With the decision finally taken, the bureaucracy closed ranks, as Israelis always do in matters of state security. The first necessity was the acquisition of uranium ore-lots of it. Mossad knew that there were hundreds of tons of ore sitting in a warehouse near Antwerp, Belgium, available for purchase in Europe, but that option theoretically did not exist: such sales in Europe were controlled by Euratom, the Common Market nuclear agency, and it was inconceivable that approval would be forthcoming for a large sale to Israel. Dimona was, after all, under no international supervision. Even if such a sale could be arranged, no one in Israel was willing to let the world know that Dimona, ostensibly a twenty-four-megawatt reactor capable of consuming no more than twenty-four tons of ore in a year, was purchasing an eight-year supply of uranium. Mossad's solution was to approach one of its agents in West Ger- many in March 1968 and ask him to make the purchase of the uranium-for $4 million-allegedly on behalf of an Italian chemical company in Milan. The sale was approved by Euratom in October, and the uranium was shipped out of Antwerp aboard a vessel renamed the Scheersberg A. The Scheersberg A had been purchased, with Mossad funds, by another Israeli agent-in-place in Turkey. Once at sea, according to published accounts that were confirmed by Israeli officials, the uranium ore was transferred to an Israeli freighter guarded by gunboats and taken to Israel. The disappearance of the huge shipment of uranium ore was known, of course, within months to Euratom; it wasn't much longer before U.S. and European intelligence agencies were reporting internally that the Israelis were involved. It took nine years, nonetheless, before word of the uranium hijacking reached the press, and the affair eventually became the subject of a 1978 book, The Plumbat Affair. Israel's response to the book and to the earlier newspaper accounts was to continue to deny that it had a nuclear capability. No one, except for a few public-interest advocates and a few reporters, seemed to care.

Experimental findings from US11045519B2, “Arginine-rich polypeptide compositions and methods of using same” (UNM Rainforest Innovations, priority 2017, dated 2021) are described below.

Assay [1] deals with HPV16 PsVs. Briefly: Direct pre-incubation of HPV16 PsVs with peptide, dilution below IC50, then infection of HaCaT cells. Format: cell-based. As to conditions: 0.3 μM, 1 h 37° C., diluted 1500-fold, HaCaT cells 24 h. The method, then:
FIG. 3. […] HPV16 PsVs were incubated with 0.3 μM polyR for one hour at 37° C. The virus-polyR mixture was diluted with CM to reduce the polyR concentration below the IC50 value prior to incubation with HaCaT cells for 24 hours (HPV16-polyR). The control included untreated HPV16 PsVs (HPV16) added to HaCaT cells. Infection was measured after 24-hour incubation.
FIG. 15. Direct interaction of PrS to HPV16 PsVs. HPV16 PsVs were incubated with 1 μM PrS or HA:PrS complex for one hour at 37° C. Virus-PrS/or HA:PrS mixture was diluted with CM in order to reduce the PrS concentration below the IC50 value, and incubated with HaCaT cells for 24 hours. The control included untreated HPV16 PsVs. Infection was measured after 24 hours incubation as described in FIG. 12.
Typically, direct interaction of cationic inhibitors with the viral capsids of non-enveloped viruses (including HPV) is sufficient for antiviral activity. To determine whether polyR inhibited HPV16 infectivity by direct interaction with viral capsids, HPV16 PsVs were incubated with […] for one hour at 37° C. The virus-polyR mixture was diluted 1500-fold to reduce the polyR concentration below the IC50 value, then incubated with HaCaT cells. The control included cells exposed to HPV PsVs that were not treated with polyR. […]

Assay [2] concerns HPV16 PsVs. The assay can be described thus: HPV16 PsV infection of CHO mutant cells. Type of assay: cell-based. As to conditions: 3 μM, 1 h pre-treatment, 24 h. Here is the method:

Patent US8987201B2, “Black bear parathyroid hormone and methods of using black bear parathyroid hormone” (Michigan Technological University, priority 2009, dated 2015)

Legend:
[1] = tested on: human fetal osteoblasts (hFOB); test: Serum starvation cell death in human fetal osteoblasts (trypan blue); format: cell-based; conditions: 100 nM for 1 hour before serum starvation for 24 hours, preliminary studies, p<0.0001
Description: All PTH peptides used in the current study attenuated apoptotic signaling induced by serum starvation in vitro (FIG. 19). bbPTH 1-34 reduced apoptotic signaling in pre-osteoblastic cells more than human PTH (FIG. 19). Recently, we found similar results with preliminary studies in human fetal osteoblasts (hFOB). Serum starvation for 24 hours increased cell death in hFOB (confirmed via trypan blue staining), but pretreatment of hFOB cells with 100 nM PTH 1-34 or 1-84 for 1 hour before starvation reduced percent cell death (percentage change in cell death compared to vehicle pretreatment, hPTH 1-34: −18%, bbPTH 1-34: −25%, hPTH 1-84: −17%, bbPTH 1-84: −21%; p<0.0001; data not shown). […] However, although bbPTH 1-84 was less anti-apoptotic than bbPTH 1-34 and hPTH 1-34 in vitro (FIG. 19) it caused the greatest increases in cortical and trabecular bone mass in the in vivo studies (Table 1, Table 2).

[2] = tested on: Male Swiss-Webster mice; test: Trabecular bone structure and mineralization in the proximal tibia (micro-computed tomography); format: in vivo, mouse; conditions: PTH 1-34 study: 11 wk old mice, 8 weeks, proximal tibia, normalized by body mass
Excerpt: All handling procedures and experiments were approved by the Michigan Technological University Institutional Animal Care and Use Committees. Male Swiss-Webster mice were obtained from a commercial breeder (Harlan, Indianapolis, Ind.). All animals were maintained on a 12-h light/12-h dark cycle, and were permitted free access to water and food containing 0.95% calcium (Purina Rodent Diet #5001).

1. A Tahal representative was appointed in 1966 by Prime Minister Eshkol to the expanded and revamped Israeli Atomic Energy Commission, to serve on the new power and water subcommittee. Missile tubing also may have been shipped to Israel described as water mains.